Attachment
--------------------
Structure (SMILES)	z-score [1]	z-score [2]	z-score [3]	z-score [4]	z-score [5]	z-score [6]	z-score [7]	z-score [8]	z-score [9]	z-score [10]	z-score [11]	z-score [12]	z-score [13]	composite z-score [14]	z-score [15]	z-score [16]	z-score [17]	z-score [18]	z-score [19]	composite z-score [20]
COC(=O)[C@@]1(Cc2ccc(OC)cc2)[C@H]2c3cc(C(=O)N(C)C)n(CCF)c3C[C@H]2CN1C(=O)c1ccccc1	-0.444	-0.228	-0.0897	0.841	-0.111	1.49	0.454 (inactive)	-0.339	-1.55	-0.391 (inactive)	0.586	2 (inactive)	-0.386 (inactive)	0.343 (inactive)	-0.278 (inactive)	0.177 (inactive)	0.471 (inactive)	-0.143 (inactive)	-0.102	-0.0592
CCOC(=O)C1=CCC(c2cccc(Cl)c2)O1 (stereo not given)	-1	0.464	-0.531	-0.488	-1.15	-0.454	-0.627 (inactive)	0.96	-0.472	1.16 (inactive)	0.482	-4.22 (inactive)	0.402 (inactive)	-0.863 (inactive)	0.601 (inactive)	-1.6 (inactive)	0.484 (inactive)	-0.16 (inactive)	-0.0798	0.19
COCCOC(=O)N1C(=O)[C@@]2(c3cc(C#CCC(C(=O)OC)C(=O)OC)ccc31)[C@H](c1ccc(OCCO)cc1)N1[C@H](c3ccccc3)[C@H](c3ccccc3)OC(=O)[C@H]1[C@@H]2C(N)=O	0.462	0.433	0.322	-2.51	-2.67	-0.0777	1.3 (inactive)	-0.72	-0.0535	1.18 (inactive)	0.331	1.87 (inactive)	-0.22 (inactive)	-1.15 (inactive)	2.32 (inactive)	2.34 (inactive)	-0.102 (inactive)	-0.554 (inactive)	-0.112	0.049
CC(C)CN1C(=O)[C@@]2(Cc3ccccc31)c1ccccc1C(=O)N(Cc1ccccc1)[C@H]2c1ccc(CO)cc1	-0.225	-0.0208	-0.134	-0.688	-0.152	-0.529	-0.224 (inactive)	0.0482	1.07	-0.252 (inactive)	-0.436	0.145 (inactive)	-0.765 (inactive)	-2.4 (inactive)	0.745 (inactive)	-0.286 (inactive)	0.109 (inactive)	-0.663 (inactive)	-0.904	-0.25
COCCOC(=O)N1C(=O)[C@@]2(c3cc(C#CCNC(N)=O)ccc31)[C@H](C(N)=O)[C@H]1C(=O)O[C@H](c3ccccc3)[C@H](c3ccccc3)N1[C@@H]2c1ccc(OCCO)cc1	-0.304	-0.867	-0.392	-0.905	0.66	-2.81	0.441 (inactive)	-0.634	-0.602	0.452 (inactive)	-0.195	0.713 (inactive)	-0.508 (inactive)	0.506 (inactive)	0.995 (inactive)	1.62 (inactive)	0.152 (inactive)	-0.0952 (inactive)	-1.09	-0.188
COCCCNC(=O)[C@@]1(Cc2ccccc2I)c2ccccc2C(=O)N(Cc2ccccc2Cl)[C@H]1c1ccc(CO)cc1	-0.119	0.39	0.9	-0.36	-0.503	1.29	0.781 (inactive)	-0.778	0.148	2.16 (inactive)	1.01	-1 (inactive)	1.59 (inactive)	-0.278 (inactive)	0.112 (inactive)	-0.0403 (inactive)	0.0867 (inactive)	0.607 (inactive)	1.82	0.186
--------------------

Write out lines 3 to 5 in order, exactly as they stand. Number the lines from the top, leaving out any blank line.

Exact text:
CCOC(=O)C1=CCC(c2cccc(Cl)c2)O1 (stereo not given)	-1	0.464	-0.531	-0.488	-1.15	-0.454	-0.627 (inactive)	0.96	-0.472	1.16 (inactive)	0.482	-4.22 (inactive)	0.402 (inactive)	-0.863 (inactive)	0.601 (inactive)	-1.6 (inactive)	0.484 (inactive)	-0.16 (inactive)	-0.0798	0.19
COCCOC(=O)N1C(=O)[C@@]2(c3cc(C#CCC(C(=O)OC)C(=O)OC)ccc31)[C@H](c1ccc(OCCO)cc1)N1[C@H](c3ccccc3)[C@H](c3ccccc3)OC(=O)[C@H]1[C@@H]2C(N)=O	0.462	0.433	0.322	-2.51	-2.67	-0.0777	1.3 (inactive)	-0.72	-0.0535	1.18 (inactive)	0.331	1.87 (inactive)	-0.22 (inactive)	-1.15 (inactive)	2.32 (inactive)	2.34 (inactive)	-0.102 (inactive)	-0.554 (inactive)	-0.112	0.049
CC(C)CN1C(=O)[C@@]2(Cc3ccccc31)c1ccccc1C(=O)N(Cc1ccccc1)[C@H]2c1ccc(CO)cc1	-0.225	-0.0208	-0.134	-0.688	-0.152	-0.529	-0.224 (inactive)	0.0482	1.07	-0.252 (inactive)	-0.436	0.145 (inactive)	-0.765 (inactive)	-2.4 (inactive)	0.745 (inactive)	-0.286 (inactive)	0.109 (inactive)	-0.663 (inactive)	-0.904	-0.25